Scotland Food & Drink
With plans afoot to improve the supply chain of this healthy food, can Scotland tap into the potential of this planet saving, pulled-pork tasting, national fruit of Bangladesh?
Jackfruit is the world’s largest tree-borne fruit. It’s grown all year round, is resistant to pests, foregos the need for fertilisers, and for many is a tasty alternative to meat. So it's a bit of a star then?
Many think so, and its band of supporters is growing, impressed with its versatility and hardiness, and its nutritional properties. For some it’s a miracle crop, a viable substitute for wheat, corn and other staple crops, all of which could be under threat due to climate change.
For others it’s an answer to health and happiness, rich in vitamin and minerals and said to improve cardiovascular and digestive systems. An all round good fruit then? What’s not to champion say the jackfruit fanclub.
At the moment an estimated 75% of jackfruits grown in India are going to waste. So with all that the jackfruit has to offer, companies are stepping in and working with producers to help stop the rot, and help this fruit widen its road to market.
The Jackfruit Company, founded by Annie Ryu in 2011, works with 350 contracted farmers in India, and sells organic and shelf-stable jackfruit products in retail stores in the US. Annie and her team are currently looking into new product innovations with the aim to expand into the global market.
Project Jackfruit is a crowdfunded UK company set up to cut jackfruit waste and make the fruit accessible to the vegan UK market through its growing array of Jackfruit products.
Another company onboard the jackfruit juggernaut is Jackfruit365, who produce freeze dried jackfruit. It believes the fruit can help with illnesses such as diabetes, and that this health benefit will continue to see jackfruit sales growth.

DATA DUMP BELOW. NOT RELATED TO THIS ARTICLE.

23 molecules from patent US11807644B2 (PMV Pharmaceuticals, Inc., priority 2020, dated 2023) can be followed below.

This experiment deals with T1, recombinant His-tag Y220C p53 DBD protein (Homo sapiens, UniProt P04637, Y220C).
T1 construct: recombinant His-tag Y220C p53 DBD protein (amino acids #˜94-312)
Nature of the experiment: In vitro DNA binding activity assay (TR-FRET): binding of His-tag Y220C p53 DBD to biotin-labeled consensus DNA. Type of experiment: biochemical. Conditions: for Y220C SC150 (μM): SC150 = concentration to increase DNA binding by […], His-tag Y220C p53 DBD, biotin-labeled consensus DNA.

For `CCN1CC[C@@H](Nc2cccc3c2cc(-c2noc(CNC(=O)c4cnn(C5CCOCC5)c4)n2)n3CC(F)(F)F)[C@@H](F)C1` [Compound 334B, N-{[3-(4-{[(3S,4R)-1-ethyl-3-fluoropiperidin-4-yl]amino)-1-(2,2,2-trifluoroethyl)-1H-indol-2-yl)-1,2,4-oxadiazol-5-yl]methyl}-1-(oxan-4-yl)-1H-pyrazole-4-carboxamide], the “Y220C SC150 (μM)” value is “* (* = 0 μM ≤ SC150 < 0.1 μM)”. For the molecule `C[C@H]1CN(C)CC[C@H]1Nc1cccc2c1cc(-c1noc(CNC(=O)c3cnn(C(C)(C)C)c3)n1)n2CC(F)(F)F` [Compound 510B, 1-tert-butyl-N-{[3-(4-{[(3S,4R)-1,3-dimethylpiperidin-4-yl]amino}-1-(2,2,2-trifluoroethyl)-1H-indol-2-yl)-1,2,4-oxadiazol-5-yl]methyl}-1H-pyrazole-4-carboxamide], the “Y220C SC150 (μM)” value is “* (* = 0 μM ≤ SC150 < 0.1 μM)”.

A fruit in meat’s clothing
Jackfruit is being produced for market in many ways: in tins, in brine or syrup, as flour, as well as meat alternatives in flavoured, ready to cook products.
As more people turn towards plant-based foods as concerns for their health and the health of the planet increase, meat alternatives are going to find more space on retailer shelves.
Like tofu, quorn, seitan, and tempeh, Jackfruit is a meat alternative that consumers are looking to, and one that for many already has the flavour of one meat in particular.
For this fruity little performer tastes like pulled pork some say, so for those consumers on the lookout for more ways to introduce meat alternatives to their diet, jackfruit could be the product that keeps on performing.
In a recent interview in the Independent, Aubry Walch, of The Herbivorous Butcher in Minnesota, said she hoped that the meat-like products her vegetarian butcher shop served would "fool people into saving the planet" by 'tricking' their tastebuds into choosing meat-free alternatives.
Maybe that’s just what the jackfruit is doing, feeding and saving the planet, one healthy, fruity, meatless meal at a time.
What does all this mean for you?
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